by Toni Gardner
So, I have this theory. You know what a mirror ball is, right? I’m talking about the giant, shiny disco balls you see in dance halls, night clubs and old Travolta flicks. You know the ones – the spheres covered with all those little square mirrors that bounce back all that funky red, blue, orange and yellow disco light to pump up the vibe. All the better to shake your groove thing, right? While one of these balls may reflect a collective but fragmented image, I have to also think that each of these individual tiny mirrors is capable of mustering its own reflection.
So here it is: God is a mirror ball.
There is so much focus on right and wrong when it comes to god. Many of us hold tightly to the strictures and structures we were raised to believe. Others have adopted their own, often contrary to those of their roots. So many are willing to stand firm, certain that they have found The Truth and all others must be wrong. But, when it comes to faith, can there truly be a wrong?
There are supposedly something like 40 major world religions, and an infinite number of off-shoots, denominations, and so-called “minor” religions out there. Some we practice, some we acknowledge, some scare the crap out of us and some we have never heard of in our lives. But who has the authority to say that only one of these is right?
…and here I am back at what I was saying earlier. I have this theory. Try to picture God. And please know that I realize just by using the word “God” I may have ostracized countless individuals. Picture the Divine: an enormous sphere, all encompassing, all-knowing. Now fill in in the picture with humanity surrounding that spinning sphere. Look at the size of yourself, you: an ant in comparison, standing in utter darkness gazing up into the face of the Divine. What can you see from this perspective? Is it a nostril? An eyelash? A pore? I joke, but you get my drift. I don’t think many of us have the mental capacity to comprehend the entirety of God.
Now try this. Picture the Divine: an enormous sphere, all encompassing, all-knowing. Cover this sphere with 6.6 billion tiny, rectangular, ant-sized mirrors. There’s one for everyone. What do you see when you look into the mirror? Yourself. And when you look at the whole? God.
Yourself. Your self. Now, this is the key. Whether or not we can physically see them, we know our own faces. I believe that this is how each of us, individually, experiences God. We’ve all lived different lives. We’ve all been shaped by experience, by our families or lack of family, by circumstance and upbringing, and by tragedy, joy and fear. We’ve all been struck by solitude at 2:17 a.m. on a random night in October. We’ve been frightened by our limitations, enlightened by our possibility, and rendered speechless by the way the light struck just one leaf on a fall afternoon. We have built our lives on countless seconds, each one of these a moment that has shaped our existence. How, through the filter of our own existence, can 6.6 billion lives share the same perception? How can 6.6 billion answers be the same?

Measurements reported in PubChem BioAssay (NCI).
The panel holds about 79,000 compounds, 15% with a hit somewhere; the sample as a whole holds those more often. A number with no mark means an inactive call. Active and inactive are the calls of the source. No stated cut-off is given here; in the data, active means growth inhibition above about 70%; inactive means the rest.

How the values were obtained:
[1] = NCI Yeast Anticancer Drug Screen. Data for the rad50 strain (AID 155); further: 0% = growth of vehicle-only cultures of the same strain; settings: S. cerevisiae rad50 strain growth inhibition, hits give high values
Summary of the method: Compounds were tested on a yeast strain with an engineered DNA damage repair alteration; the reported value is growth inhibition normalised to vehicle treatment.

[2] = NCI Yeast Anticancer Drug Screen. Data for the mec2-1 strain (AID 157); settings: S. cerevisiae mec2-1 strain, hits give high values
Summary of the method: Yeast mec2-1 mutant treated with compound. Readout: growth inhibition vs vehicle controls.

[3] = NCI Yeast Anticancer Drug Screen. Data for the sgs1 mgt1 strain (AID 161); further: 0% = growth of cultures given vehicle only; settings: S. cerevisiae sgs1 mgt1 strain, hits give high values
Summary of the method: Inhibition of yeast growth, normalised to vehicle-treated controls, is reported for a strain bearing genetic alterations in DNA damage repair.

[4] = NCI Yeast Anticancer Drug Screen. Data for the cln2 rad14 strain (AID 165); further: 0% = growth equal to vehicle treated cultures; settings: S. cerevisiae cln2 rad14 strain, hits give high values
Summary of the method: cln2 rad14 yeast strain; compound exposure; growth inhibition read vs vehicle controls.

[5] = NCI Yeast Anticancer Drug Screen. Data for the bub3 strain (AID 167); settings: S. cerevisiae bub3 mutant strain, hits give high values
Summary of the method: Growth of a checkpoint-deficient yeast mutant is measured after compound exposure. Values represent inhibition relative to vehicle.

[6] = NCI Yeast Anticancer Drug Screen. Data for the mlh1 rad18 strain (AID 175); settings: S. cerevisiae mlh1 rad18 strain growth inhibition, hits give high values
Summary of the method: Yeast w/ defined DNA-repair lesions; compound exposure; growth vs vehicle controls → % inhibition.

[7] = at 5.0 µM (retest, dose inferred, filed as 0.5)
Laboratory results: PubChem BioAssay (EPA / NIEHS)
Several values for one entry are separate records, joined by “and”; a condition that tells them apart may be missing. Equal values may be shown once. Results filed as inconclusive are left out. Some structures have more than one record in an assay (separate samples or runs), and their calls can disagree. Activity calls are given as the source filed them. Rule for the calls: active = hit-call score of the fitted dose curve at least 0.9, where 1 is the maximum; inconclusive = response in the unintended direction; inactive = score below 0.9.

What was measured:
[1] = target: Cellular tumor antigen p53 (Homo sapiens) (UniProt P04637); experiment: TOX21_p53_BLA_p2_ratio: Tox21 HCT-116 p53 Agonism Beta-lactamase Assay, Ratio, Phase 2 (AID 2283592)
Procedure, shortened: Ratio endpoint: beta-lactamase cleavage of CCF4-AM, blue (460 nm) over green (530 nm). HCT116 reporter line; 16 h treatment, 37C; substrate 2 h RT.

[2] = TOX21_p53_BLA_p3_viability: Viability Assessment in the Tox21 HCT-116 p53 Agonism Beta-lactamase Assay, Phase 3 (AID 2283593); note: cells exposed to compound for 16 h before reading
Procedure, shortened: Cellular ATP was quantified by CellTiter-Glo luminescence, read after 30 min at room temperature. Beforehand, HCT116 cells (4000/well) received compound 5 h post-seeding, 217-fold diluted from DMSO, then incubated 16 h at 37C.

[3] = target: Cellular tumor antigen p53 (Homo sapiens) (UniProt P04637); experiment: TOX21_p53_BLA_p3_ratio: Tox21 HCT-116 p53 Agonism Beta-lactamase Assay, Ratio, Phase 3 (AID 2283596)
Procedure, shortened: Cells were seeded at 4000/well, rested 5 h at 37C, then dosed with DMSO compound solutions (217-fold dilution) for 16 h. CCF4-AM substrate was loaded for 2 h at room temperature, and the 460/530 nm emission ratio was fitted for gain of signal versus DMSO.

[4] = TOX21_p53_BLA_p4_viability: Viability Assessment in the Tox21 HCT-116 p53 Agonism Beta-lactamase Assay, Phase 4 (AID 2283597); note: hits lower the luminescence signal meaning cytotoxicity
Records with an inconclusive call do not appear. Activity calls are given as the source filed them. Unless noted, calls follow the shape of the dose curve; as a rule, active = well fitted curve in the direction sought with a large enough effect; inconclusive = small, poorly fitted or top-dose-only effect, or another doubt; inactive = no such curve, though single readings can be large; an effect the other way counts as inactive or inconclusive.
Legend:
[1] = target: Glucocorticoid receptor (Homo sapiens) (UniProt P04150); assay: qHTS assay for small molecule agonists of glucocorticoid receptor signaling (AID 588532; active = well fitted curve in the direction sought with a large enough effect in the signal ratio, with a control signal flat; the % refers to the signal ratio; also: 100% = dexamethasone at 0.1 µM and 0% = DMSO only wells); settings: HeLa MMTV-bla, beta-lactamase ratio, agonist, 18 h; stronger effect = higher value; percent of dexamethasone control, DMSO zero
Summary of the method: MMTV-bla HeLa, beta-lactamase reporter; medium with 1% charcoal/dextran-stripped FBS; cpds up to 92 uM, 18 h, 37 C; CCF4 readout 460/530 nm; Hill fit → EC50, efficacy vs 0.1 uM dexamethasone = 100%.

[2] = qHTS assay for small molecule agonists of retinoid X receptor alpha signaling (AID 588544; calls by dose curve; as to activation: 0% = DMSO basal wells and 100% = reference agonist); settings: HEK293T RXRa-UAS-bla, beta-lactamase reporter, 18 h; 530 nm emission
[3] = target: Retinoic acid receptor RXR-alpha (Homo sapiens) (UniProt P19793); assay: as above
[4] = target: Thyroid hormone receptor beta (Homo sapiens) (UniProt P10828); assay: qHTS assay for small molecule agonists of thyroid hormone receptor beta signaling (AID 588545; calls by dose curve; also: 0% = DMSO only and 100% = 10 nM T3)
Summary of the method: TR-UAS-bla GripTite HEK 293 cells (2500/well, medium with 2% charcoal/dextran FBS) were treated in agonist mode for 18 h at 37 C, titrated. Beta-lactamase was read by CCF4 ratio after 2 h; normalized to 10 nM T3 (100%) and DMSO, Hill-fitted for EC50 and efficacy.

Really, how can I believe as a woman in my mid-thirties living in an urban area that I could have the same religious identity as a 20-year-old aboriginal male living in the Australian desert? How can someone raised in a strict Pentecostal household see the same reflection as a woman raised in the sixties on a commune? How about an altar boy and an atheist? Take a moment. Even within the same “religion,” we still filter our concepts through our life experience. How can any of us be egotistical enough to believe that only “we” are right? We can’t, but so many are. It doesn’t really matter if it’s The Lord’s Prayer, a Samhain ritual, a moment of silence, Om, amen, Tibetan prayer flags, the Koran or the scientific truth of evolution. I may see something different than your reflection, but I see it.
Picture the Divine: an enormous sphere, all encompassing, all-knowing. Cover this sphere with 6.6 billion tiny, rectangular, ant-sized mirrors. There is one for everyone.
I don’t see the same thing in my mirror that you see in yours. I can’t. It is impossible. And I can’t process the whole that is the Divine – it is just too big for my ant-sized mind. So I will do this. I will look in my mirror. I will look into that tiny rectangular piece of God that reflects my image. I will look into the mirror that shows me a god that – through my own experience, my building blocks, my circumstance, intellect and inspiration – I can wrap my head around. It doesn’t matter what I call Him, Her, or It. It matters that this is my bite-sized understanding.
Here’s the thing, though. My mirror doesn’t float alone solitarily in space. It is connected to yours. And his. And hers. It is directly or indirectly linked to every single concept of divinity that exists at this moment. Each of our mirrors allows a god of our own understanding, yes. But together whether these beliefs are similar, compatible or in direct opposition of our own – they create a whole. That whole is God, spinning boldly in the great big discotheque in the sky.
Go on. Shake your groove thing.
TJ Gardner is a poet, writer and dabbler in all things artsy and spiritual. She thoroughly enjoys the exchange of ideas, so if you have any thoughts you would like to share please email her at: firstname.lastname@example.org.